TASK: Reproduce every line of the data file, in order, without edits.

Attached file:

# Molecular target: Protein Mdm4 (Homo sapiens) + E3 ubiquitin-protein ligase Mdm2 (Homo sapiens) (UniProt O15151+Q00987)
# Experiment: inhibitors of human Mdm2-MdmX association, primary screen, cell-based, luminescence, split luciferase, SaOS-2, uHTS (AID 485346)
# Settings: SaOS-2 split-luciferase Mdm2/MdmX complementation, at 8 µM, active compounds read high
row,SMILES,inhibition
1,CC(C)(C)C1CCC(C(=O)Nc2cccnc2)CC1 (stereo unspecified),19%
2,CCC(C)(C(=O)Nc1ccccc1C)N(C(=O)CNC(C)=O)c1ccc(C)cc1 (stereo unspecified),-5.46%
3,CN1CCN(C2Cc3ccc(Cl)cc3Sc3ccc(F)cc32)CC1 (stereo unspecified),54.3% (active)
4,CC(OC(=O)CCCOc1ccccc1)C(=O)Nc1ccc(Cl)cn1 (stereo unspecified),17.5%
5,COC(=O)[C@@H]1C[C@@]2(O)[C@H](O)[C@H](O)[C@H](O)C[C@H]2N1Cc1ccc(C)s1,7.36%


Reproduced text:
# Molecular target: Protein Mdm4 (Homo sapiens) + E3 ubiquitin-protein ligase Mdm2 (Homo sapiens) (UniProt O15151+Q00987)
# Experiment: inhibitors of human Mdm2-MdmX association, primary screen, cell-based, luminescence, split luciferase, SaOS-2, uHTS (AID 485346)
# Settings: SaOS-2 split-luciferase Mdm2/MdmX complementation, at 8 µM, active compounds read high
row,SMILES,inhibition
1,CC(C)(C)C1CCC(C(=O)Nc2cccnc2)CC1 (stereo unspecified),19%
2,CCC(C)(C(=O)Nc1ccccc1C)N(C(=O)CNC(C)=O)c1ccc(C)cc1 (stereo unspecified),-5.46%
3,CN1CCN(C2Cc3ccc(Cl)cc3Sc3ccc(F)cc32)CC1 (stereo unspecified),54.3% (active)
4,CC(OC(=O)CCCOc1ccccc1)C(=O)Nc1ccc(Cl)cn1 (stereo unspecified),17.5%
5,COC(=O)[C@@H]1C[C@@]2(O)[C@H](O)[C@H](O)[C@H](O)C[C@H]2N1Cc1ccc(C)s1,7.36%